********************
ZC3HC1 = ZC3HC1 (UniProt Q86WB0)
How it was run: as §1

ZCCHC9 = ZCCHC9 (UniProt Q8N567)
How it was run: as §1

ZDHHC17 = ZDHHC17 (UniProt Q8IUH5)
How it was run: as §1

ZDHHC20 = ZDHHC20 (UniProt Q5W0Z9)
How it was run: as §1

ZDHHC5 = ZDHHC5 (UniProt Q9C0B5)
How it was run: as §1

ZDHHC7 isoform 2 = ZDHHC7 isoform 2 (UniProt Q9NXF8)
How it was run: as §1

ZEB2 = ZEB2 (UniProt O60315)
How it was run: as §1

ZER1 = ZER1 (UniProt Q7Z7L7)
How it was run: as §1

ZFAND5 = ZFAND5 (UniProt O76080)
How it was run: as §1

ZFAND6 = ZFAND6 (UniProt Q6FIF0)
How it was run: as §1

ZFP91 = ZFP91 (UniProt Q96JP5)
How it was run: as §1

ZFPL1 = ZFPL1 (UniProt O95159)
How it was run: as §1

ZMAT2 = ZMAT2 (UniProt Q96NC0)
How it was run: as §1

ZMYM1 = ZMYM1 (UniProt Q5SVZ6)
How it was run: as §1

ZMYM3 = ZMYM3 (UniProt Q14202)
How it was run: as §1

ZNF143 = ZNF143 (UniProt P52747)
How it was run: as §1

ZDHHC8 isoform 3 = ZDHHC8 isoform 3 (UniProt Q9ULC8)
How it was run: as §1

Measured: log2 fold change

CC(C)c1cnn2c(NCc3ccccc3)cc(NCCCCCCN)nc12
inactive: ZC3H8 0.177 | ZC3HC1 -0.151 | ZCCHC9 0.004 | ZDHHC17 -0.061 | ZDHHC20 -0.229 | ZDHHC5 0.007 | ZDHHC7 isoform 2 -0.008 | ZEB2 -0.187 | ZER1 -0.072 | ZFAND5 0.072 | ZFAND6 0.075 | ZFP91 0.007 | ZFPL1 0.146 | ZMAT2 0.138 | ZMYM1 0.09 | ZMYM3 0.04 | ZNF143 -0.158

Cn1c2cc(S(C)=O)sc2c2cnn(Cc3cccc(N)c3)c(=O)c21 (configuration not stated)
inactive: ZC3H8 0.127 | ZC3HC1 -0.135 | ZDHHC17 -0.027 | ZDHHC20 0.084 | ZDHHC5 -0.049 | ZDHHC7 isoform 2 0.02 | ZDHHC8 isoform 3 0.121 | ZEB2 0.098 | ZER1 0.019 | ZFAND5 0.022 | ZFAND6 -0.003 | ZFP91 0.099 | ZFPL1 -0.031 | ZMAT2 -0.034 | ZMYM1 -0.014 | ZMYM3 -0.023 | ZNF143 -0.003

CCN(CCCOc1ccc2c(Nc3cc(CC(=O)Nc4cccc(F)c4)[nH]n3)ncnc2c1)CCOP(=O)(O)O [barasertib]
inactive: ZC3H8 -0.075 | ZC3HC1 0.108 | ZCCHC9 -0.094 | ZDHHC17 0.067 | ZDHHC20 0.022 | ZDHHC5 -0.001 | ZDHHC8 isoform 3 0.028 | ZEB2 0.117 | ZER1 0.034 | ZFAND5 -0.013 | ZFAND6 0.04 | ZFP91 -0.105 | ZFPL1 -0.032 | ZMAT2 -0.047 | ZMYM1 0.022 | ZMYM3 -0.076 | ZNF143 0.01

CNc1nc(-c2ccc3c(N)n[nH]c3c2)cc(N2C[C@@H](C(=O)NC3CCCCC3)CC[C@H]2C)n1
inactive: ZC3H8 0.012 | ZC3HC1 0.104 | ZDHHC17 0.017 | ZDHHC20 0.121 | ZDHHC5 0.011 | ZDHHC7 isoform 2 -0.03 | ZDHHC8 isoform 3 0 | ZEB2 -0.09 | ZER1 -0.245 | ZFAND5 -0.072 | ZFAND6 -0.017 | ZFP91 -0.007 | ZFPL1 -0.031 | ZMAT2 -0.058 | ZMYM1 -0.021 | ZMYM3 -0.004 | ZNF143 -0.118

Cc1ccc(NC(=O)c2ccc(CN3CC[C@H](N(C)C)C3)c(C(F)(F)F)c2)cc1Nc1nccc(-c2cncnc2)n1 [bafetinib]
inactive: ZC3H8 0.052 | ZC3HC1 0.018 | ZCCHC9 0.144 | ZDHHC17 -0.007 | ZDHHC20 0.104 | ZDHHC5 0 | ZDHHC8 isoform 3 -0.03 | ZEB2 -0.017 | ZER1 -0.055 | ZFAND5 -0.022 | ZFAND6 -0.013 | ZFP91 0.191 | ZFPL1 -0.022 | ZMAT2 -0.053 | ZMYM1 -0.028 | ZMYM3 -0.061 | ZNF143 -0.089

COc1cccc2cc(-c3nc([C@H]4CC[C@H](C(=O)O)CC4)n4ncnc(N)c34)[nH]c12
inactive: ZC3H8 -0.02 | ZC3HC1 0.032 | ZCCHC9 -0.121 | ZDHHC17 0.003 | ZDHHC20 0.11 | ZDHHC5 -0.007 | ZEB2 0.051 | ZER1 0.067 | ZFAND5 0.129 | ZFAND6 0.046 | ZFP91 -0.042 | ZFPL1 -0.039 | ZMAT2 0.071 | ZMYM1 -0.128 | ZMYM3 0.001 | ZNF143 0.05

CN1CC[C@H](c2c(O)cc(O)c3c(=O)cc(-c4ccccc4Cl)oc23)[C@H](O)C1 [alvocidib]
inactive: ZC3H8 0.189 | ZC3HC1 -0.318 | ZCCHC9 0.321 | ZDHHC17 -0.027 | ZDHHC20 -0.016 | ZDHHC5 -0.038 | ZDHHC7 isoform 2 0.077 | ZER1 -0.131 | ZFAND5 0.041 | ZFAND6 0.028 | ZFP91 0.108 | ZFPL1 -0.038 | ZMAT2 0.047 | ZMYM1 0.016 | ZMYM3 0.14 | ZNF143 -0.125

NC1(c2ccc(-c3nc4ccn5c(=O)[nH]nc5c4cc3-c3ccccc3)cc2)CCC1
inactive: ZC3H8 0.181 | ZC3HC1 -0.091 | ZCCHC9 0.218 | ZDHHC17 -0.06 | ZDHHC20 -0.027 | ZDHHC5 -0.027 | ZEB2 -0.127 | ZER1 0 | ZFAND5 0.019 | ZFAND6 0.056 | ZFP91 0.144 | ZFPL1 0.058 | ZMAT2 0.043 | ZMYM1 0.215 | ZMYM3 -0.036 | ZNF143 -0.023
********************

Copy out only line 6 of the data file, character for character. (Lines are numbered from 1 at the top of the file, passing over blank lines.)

How it was run: as §1